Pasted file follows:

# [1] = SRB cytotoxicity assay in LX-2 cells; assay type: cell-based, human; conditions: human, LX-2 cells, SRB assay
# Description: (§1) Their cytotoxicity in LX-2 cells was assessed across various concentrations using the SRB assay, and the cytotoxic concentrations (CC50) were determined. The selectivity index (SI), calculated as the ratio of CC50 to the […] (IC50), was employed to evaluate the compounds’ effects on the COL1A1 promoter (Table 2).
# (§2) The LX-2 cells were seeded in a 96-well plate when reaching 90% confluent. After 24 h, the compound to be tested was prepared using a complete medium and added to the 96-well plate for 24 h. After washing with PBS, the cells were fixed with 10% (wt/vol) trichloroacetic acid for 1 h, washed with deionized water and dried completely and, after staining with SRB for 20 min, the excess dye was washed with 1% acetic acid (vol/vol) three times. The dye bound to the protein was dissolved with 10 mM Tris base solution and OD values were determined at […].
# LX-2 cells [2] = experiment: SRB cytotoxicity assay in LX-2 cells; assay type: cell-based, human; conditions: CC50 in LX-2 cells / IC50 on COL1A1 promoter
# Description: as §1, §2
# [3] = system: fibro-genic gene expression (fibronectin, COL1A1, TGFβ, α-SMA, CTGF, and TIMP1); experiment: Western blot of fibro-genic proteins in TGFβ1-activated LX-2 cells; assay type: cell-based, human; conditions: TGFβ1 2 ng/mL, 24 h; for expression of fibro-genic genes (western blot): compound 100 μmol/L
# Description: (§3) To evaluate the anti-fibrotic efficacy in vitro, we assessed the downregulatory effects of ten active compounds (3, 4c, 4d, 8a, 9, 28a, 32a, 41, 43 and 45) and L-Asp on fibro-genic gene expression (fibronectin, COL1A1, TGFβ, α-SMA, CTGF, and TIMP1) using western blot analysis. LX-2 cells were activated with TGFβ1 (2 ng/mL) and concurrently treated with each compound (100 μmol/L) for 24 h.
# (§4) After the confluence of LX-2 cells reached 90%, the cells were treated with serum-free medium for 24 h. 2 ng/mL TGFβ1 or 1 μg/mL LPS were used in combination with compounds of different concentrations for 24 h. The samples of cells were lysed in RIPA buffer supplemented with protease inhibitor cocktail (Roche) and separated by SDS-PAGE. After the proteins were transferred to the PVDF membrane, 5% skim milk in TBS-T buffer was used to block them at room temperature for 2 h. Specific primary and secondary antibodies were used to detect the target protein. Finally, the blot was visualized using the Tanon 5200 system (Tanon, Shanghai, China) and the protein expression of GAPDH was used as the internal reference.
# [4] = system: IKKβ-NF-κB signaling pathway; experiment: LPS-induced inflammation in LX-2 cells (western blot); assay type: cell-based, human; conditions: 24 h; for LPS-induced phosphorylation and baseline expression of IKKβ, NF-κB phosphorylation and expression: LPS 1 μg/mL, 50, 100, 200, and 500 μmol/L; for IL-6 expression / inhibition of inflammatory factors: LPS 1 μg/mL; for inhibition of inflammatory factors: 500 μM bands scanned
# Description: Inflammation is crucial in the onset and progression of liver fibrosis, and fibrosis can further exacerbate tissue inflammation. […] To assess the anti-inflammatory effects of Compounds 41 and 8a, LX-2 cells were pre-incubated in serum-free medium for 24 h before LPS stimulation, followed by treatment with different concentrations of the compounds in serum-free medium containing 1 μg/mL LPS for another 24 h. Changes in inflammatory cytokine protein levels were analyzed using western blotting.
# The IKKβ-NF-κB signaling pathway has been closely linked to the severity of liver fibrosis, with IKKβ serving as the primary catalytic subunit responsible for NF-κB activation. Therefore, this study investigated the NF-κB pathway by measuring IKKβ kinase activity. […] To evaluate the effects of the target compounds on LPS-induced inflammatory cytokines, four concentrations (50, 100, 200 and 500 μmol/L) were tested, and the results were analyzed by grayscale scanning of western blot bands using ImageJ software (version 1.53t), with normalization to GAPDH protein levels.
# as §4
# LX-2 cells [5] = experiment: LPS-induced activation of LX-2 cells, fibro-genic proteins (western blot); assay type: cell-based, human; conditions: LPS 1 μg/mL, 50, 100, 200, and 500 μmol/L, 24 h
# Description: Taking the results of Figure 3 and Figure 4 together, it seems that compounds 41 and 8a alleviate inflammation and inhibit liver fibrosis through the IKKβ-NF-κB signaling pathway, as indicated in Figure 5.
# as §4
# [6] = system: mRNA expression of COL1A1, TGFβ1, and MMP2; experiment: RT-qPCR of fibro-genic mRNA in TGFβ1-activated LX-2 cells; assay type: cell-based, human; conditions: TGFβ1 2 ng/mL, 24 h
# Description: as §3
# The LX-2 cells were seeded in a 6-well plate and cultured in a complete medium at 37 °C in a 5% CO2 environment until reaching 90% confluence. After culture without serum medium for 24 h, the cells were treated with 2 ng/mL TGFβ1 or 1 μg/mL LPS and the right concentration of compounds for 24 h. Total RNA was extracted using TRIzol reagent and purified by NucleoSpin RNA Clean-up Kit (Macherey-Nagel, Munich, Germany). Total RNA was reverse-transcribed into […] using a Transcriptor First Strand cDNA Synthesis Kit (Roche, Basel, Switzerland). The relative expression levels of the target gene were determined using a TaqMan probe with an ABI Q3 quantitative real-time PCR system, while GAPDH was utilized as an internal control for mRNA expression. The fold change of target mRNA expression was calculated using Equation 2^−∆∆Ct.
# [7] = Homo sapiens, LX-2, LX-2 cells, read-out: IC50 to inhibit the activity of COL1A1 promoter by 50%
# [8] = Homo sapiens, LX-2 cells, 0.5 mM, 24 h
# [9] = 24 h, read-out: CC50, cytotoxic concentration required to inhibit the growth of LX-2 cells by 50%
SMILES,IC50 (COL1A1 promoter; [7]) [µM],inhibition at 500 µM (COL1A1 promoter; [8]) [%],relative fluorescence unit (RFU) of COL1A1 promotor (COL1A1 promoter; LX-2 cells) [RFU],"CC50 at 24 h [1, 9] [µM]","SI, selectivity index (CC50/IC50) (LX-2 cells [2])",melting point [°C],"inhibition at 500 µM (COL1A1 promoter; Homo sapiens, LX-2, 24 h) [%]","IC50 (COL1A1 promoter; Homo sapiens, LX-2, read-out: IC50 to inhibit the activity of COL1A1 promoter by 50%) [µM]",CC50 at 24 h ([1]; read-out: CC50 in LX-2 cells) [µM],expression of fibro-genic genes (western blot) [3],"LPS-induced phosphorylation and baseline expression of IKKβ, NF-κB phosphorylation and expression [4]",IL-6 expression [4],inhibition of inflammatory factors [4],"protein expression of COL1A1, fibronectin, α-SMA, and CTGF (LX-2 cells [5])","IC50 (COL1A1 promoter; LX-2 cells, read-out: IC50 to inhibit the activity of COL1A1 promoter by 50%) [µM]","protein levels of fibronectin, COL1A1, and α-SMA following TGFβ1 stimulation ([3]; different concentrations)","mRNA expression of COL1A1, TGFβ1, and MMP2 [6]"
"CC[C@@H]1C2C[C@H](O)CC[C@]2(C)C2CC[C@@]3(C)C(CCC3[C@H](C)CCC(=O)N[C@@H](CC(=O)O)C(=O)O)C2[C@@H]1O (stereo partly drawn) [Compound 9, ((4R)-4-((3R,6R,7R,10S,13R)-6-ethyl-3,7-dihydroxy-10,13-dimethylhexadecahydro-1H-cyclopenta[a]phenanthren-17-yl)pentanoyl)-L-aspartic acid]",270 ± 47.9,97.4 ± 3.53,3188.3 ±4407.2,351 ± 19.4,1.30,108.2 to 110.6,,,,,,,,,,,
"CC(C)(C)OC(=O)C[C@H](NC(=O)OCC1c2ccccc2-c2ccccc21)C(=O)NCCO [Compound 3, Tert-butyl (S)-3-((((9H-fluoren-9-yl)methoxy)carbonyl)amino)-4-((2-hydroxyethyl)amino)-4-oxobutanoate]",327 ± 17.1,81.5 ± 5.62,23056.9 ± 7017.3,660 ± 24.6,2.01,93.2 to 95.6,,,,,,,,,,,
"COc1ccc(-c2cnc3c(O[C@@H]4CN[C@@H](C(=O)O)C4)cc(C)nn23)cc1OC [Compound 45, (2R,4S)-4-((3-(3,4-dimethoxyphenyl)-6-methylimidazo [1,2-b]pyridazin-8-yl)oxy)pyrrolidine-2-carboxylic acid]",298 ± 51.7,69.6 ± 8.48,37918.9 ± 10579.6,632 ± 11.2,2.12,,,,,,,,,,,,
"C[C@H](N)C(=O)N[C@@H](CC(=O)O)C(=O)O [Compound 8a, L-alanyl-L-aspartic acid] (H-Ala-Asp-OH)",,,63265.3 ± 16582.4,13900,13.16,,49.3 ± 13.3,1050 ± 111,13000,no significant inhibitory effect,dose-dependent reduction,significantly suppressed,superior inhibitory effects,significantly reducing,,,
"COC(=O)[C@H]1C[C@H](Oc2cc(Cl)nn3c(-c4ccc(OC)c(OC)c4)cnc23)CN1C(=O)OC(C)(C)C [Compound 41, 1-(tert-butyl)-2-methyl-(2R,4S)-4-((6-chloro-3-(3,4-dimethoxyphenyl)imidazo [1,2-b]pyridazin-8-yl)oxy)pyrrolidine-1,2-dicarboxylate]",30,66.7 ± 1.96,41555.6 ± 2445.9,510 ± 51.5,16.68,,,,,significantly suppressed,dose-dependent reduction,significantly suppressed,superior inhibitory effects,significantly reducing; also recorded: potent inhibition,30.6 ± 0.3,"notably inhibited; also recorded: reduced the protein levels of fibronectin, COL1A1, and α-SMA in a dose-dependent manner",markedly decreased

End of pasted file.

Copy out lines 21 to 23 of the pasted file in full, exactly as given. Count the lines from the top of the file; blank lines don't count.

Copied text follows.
# [9] = 24 h, read-out: CC50, cytotoxic concentration required to inhibit the growth of LX-2 cells by 50%
SMILES,IC50 (COL1A1 promoter; [7]) [µM],inhibition at 500 µM (COL1A1 promoter; [8]) [%],relative fluorescence unit (RFU) of COL1A1 promotor (COL1A1 promoter; LX-2 cells) [RFU],"CC50 at 24 h [1, 9] [µM]","SI, selectivity index (CC50/IC50) (LX-2 cells [2])",melting point [°C],"inhibition at 500 µM (COL1A1 promoter; Homo sapiens, LX-2, 24 h) [%]","IC50 (COL1A1 promoter; Homo sapiens, LX-2, read-out: IC50 to inhibit the activity of COL1A1 promoter by 50%) [µM]",CC50 at 24 h ([1]; read-out: CC50 in LX-2 cells) [µM],expression of fibro-genic genes (western blot) [3],"LPS-induced phosphorylation and baseline expression of IKKβ, NF-κB phosphorylation and expression [4]",IL-6 expression [4],inhibition of inflammatory factors [4],"protein expression of COL1A1, fibronectin, α-SMA, and CTGF (LX-2 cells [5])","IC50 (COL1A1 promoter; LX-2 cells, read-out: IC50 to inhibit the activity of COL1A1 promoter by 50%) [µM]","protein levels of fibronectin, COL1A1, and α-SMA following TGFβ1 stimulation ([3]; different concentrations)","mRNA expression of COL1A1, TGFβ1, and MMP2 [6]"
"CC[C@@H]1C2C[C@H](O)CC[C@]2(C)C2CC[C@@]3(C)C(CCC3[C@H](C)CCC(=O)N[C@@H](CC(=O)O)C(=O)O)C2[C@@H]1O (stereo partly drawn) [Compound 9, ((4R)-4-((3R,6R,7R,10S,13R)-6-ethyl-3,7-dihydroxy-10,13-dimethylhexadecahydro-1H-cyclopenta[a]phenanthren-17-yl)pentanoyl)-L-aspartic acid]",270 ± 47.9,97.4 ± 3.53,3188.3 ±4407.2,351 ± 19.4,1.30,108.2 to 110.6,,,,,,,,,,,